The U.S. Surgeon General criticized such hospitalizations like residential treatment centers (RTCs) for patients suffering from mental-health issues in a widely-circulated report in the late '90s, calling them one of the most-expensive, least effective forms of care. "In the past, admission to an RTC has been justified on the basis of community protection, child protection, and benefits of residential treatment," the nation's top health official wrote. "However, none of these justifications have stood up to research scrutiny."
A few years before the surgeon general’s report, in response to the skyrocketing costs of residential treatment, Virginia passed the Comprehensive Services Act for At-Risk Youth and Families. Recognizing that kicking the RTC habit required cooperation across bureaucracies, the law provided significant monetary incentives for local stakeholders -- child welfare, mental health, juvenile justice, the courts -- to work together. Wisconsin’s biggest city launched Wraparound Milwaukee as a way to cut down health care costs and to keep kids out of hospitals. In 1995, 400 of its kids were in residential settings. By 2011, that number had dropped to 80.
Arsenault's daughter, Britney, now 20, remembered the emergency rooms as the first stop in the challenging, often frustrating world of mental health care. To her, the ER seemed like a set-up. "They were setting me up to get me more mad," she explained. "To make me wait."
Inevitably, the emergency rooms led to psych wings. She said she needed comfort and compassionate caregivers. Instead, when she got mad, orderlies held her down until she bruised or blacked out, she described. Or stuck a needle in her and restrained her chemically, she said, to the point where she couldn't open her eyes or leave her bed. She said she felt, "like a zombie."
In one six-month stretch, Britney was moved seven times. She was just 15 years old. "I had no one to talk to," she explained. "I felt really alone ... I don't think I did cope with it. It made me really angry that they kept moving me around."
At least four times a month, Elaine Arsenault would visit Britney in a psychiatric facility. The visits depended on Britney’s behavior that week. If she had a rough time, the visits were cut short and supervised, Arsenault described. There were few good weeks. Sometimes, they’d reunite under the watch of a therapist or social worker, she said. Good visits meant huddling in waiting rooms with boxes of torn-up games with pieces missing.
In rooms dirty with food-stained rugs, Arsenault and her daughter would sit on ripped couches. In their silences, they’d stare out of the windows fortified with iron bars, she described. “When I would see her, we would spend so much time trying to reconnect,” Arsenault said. “It felt like I was losing her more being separated.”
In letters to her mother, Britney didn't see the system as dysfunctional. Only herself. "I wish I never messed up because their [sic] was a lot of family stuff that I missed," she wrote to her mother. She said that she saw each new move as her fault.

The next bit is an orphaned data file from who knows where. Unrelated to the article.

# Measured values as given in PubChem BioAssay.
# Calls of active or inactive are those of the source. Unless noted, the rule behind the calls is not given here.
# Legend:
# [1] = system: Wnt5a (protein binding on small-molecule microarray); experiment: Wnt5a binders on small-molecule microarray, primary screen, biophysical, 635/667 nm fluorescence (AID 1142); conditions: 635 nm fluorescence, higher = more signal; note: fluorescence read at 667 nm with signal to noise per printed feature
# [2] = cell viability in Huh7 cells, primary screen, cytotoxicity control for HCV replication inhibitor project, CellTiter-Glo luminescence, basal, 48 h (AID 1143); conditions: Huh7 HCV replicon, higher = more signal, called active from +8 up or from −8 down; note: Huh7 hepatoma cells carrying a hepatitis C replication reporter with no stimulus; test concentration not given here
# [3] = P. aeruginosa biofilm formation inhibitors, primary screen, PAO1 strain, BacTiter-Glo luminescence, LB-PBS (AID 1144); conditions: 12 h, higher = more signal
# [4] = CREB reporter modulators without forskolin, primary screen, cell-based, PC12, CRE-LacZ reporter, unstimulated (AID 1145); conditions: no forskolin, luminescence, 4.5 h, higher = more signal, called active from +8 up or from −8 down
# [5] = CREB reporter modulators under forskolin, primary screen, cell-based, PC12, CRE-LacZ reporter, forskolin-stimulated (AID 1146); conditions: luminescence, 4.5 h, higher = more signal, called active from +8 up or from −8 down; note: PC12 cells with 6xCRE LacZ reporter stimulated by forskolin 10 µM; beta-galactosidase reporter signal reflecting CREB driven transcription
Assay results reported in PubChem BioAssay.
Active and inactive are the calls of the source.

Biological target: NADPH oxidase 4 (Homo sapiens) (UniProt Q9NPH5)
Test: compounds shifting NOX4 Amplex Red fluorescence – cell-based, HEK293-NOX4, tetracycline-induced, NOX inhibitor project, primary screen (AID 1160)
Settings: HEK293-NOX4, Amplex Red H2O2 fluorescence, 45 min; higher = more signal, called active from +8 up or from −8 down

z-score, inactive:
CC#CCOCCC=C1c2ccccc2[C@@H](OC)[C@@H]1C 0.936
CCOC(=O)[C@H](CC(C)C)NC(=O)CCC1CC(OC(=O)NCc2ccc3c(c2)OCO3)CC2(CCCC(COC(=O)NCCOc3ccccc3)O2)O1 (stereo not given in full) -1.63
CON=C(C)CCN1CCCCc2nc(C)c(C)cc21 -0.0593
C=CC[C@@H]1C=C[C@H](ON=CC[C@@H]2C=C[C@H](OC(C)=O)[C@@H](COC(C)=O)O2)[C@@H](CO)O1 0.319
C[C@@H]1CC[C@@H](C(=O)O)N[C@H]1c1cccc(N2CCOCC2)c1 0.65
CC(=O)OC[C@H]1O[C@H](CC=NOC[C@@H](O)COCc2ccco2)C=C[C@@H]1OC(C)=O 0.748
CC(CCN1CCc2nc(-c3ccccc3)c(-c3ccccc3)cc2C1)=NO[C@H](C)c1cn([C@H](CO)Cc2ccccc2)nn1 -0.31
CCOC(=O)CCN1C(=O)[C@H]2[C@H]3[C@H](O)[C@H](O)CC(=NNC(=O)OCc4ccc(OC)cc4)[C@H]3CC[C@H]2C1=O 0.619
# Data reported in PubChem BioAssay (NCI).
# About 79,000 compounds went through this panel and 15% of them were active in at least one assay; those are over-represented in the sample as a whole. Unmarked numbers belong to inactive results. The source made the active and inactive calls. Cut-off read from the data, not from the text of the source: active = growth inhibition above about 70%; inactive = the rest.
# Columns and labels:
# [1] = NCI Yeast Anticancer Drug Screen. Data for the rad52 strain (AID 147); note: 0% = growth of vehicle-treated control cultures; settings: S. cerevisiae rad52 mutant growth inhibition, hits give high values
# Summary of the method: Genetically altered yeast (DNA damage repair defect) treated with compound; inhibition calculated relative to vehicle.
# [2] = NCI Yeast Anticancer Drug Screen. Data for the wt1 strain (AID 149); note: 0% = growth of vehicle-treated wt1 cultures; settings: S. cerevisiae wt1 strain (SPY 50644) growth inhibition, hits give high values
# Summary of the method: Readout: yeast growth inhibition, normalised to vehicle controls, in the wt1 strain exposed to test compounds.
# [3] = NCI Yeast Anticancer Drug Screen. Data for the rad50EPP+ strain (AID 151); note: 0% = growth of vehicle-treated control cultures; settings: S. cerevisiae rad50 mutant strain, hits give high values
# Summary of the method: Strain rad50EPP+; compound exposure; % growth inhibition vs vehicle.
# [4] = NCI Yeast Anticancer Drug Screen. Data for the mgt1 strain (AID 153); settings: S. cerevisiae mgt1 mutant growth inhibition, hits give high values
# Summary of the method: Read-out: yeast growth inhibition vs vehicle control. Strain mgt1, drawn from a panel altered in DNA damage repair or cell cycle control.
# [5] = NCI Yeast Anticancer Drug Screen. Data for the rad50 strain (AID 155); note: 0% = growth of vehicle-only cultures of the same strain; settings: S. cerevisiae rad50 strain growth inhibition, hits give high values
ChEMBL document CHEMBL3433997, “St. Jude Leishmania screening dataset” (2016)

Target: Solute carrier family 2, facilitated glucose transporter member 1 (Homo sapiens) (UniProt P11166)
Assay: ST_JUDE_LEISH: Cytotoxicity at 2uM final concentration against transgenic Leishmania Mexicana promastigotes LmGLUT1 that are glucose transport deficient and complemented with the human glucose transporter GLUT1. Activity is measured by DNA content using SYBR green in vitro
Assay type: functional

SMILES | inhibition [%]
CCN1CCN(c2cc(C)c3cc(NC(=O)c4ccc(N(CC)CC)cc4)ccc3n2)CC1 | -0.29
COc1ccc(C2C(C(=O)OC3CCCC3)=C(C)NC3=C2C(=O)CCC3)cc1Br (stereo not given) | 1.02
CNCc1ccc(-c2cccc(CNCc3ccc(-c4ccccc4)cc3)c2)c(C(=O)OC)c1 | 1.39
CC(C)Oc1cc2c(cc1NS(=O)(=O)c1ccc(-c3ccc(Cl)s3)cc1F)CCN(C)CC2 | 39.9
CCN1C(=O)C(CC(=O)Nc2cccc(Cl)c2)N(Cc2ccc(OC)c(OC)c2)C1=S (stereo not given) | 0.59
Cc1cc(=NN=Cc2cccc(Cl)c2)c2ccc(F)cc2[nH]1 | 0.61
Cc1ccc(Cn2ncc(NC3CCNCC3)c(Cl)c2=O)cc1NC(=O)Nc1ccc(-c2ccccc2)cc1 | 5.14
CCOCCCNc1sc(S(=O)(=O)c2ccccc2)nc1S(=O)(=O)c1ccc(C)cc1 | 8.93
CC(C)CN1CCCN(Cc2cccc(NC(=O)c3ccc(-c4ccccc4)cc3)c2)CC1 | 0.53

"This year was the hardest of all of the years I have had," she wrote in another letter. "I have cried. I have got restrained. I have yelled and screamed. I have hit people. It's just been really hard with out [sic] support."
"I hate myself," Britney wrote in another letter, after years of hospitalizations. "I wish I was never born."
After Romney held his ground and fought the Rosie D. case in court, a federal judge rendered a stunning verdict to the governor: The self-described turnaround expert of private equity's corporate world needed to fix a system intent on saving the state's most troubled. U.S. District Judge Michael Ponsor slammed the Romney administration for hurting "the neediest of the needy."
"This is not a close case," Ponsor wrote in January 2006. "The absence of these long-term services too often leaves SED [serious emotional disturbance] children with only one option: expensive, clinically unnecessary and damaging confinement in a long-term residential program or hospital, far from home and family." Ponsor called the state's inadequacy "glaring" and "at times shocking in its consequences."
Ponsor ordered both sides to come up with and settle on a plan that would address the mental health system's problems. Romney would leave office in 2007 without a plan in place.
It would be too late for one of Tufts' daughters, Yolanda, who committed suicide in January 2008 at age 16. Before she took her own life, she testified before the state legislature about the gaps in the system for girls like her.
"I think her bad care contributed to her impulsive decision to take her life," Tufts said.
Tufts said her daughter had been hospitalized at least 10 times. They paid out-of-pocket for a psychiatrist whom Yolanda trusted. But then the psychiatrist quit the practice, and Yolanda never found a suitable replacement, she said. The most the state provided for Yolanda was group counseling sessions and a mentor. "She couldn't understand as a young person why she couldn't get what she needed," Tufts explained.
A year after her daughter's suicide, the state passed "Yolanda's Law," a bill that sought to improve mental-health services for roughly 100,000 Massachusetts children.